Part one of this series began with a discussion about researching forums and blogs and state-level bowfishing regulations. Part two continued to discuss finding launch sites. Check them out if you missed them.
I find that local regulations are the greatest impediment to launching a kayak and shooting fish. Therefore, it would make sense for this to be the first step in finding a new place to bowfish – except you have to narrow down where to launch before you can look for local regulations.
State-level regulations are easily found, but local regulations are less obvious and are only found by those who seek them. You will need to seek these out because you will be expected to know them.
If I search for places to paddle within a reasonable day-trip drive length around me, it looks like I see a lot of great options. If I exclude places with restrictive regulations, however, my options are thinned considerably. The image below shows what I’m talking about.
Below are examples of these restrictions and where to learn about them. You’ll see that the information is not centralized and, in some cases, requires some persistence to find it:
- Lake Houston: banned by a city ordinance.
- Lake Texana: forbidden without explicit permission. The Texas Parks and Wildlife Department page for this lake includes a link to the Lavaca-Navidad River Authority’s website. Follow the link, then click Programs, then Fish and Wildlife Management, then search the text for “bowfishing”, and you’ll see nothing. Search instead for “bow fishing” you’ll see that bowfishing is allowed on certain portions, and only with a signed permit. Not that easy to find, right? A call to their office reveals that this permit is only attainable in-person, and is therefore only available when their office is open – i.e. when people are rarely out bowfishing. While the people at the office were polite and very helpful, I cannot help but feel that this process if designed to make bowfishing practically illegal there.
- Smithers Lake: this is a power plant with tight security, much to the dismay of any fisherman that’s seen it on Google Maps!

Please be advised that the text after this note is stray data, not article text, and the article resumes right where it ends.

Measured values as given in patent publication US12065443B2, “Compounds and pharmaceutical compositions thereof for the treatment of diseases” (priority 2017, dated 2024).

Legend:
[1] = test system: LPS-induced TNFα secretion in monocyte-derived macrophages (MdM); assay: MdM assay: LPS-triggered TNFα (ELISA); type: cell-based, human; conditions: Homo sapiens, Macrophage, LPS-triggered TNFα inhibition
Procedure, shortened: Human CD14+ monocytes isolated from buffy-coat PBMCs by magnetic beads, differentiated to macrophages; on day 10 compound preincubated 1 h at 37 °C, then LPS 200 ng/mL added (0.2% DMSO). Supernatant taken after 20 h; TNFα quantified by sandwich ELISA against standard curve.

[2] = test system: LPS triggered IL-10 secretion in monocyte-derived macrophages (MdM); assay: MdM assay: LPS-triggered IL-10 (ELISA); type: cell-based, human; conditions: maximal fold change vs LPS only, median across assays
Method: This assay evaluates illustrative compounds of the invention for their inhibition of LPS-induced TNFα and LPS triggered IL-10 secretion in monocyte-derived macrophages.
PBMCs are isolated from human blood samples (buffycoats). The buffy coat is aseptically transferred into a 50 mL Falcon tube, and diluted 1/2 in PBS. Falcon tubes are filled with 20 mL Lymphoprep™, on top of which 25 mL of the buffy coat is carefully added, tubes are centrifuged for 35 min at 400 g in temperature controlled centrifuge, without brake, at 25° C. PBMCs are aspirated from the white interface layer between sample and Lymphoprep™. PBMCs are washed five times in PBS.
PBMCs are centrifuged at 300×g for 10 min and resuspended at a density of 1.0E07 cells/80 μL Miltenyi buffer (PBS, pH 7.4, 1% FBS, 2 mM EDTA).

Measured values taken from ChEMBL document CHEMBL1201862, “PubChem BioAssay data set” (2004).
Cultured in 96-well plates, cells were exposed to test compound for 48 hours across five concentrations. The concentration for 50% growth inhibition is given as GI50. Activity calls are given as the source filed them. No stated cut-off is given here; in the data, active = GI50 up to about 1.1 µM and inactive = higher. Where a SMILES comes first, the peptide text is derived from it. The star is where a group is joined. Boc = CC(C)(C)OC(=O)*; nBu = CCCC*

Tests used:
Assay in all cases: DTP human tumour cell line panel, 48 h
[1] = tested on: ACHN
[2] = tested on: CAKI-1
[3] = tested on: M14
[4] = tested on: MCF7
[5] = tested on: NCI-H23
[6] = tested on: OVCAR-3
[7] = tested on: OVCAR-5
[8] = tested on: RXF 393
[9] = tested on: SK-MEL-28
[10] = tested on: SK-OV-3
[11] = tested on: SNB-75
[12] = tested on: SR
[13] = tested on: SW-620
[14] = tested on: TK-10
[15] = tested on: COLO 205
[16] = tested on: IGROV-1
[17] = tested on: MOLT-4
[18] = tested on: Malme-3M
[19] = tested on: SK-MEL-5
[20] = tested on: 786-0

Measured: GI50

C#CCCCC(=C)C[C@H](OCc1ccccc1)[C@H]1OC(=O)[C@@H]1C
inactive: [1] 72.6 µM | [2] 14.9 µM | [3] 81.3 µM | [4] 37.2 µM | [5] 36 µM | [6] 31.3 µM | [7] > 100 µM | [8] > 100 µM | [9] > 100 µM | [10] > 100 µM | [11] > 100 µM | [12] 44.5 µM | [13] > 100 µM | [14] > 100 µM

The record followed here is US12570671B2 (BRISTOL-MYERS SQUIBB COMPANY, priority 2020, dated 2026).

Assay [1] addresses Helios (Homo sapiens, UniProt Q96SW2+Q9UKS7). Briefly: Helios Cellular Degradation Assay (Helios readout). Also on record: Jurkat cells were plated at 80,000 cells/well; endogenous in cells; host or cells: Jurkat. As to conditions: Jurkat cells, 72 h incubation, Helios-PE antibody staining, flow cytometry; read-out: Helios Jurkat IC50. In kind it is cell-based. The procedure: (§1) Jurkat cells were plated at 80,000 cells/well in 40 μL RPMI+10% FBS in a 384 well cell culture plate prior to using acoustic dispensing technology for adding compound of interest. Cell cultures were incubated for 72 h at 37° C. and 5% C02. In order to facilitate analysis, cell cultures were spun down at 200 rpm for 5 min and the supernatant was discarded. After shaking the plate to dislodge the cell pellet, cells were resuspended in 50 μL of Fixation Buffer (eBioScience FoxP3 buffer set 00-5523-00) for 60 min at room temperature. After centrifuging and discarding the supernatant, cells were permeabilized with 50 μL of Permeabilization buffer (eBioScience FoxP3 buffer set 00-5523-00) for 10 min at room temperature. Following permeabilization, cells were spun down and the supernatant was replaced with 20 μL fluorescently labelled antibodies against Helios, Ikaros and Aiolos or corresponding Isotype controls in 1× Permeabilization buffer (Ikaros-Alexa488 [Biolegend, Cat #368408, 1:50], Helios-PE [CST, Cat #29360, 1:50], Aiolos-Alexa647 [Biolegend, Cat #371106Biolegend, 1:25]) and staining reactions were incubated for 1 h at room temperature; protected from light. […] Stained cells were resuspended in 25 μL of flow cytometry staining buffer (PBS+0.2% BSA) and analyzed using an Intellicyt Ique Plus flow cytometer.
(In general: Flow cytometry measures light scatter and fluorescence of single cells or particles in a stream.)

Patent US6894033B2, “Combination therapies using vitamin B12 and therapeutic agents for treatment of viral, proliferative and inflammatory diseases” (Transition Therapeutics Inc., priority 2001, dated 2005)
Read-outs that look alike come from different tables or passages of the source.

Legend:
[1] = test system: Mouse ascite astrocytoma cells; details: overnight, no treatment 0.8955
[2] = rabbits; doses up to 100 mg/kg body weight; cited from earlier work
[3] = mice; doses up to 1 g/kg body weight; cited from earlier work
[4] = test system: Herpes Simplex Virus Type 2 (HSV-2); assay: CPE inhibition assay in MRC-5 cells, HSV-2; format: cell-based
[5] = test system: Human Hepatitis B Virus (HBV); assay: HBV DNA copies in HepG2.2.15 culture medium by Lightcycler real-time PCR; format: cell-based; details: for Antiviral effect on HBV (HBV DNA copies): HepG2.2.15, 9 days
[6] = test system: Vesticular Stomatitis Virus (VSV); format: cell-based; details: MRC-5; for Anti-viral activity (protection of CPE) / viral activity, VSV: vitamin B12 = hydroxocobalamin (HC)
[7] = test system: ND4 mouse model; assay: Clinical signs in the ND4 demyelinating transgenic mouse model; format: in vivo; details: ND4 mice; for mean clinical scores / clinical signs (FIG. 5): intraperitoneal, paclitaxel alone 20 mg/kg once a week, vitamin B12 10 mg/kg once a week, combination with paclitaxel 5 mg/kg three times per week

- Lake Fayette: forbidden by the Lower Colorado River Authority. In fact, I personally avoid the Colorado basin altogether due to their weird regulations. I assume this is a prime breeding ground for diminishing gar populations, in which case it is understandable.
- Lake Conroe: bowfishing isn’t forbidden, but there is a ban on shooting grass carp. Grass carp were once stocked in this lake to help fight a growing hydrilla problem.
- Lake Texoma: no targeting alligator gar, but only in May and in certain areas.
You can see that while my state-level parks and wildlife department did a fine job pointing out instances where exceptions may occur, they couldn’t keep up with all of the relevant details. Luckily, most of the local authorities that govern these waterways have contact information posted directly to the Texas Parks and Wildlife department pages, which is convenient. In the end, it was still up to me to seek them out and give due consideration to local regulations. Here are some questions to ask yourself when you find a worthy launch site:
- Does the state-level website mention any special considerations about the body of water?
- Does the state-level website have contact information for who may locally govern the body of water?
- Is it a camping area? State park? National park? Wilderness area? Wildlife refuge? Wildlife management area (WMA)?
- Is there a river authority?
Part four discusses researching weather and avoiding hazardous water conditions.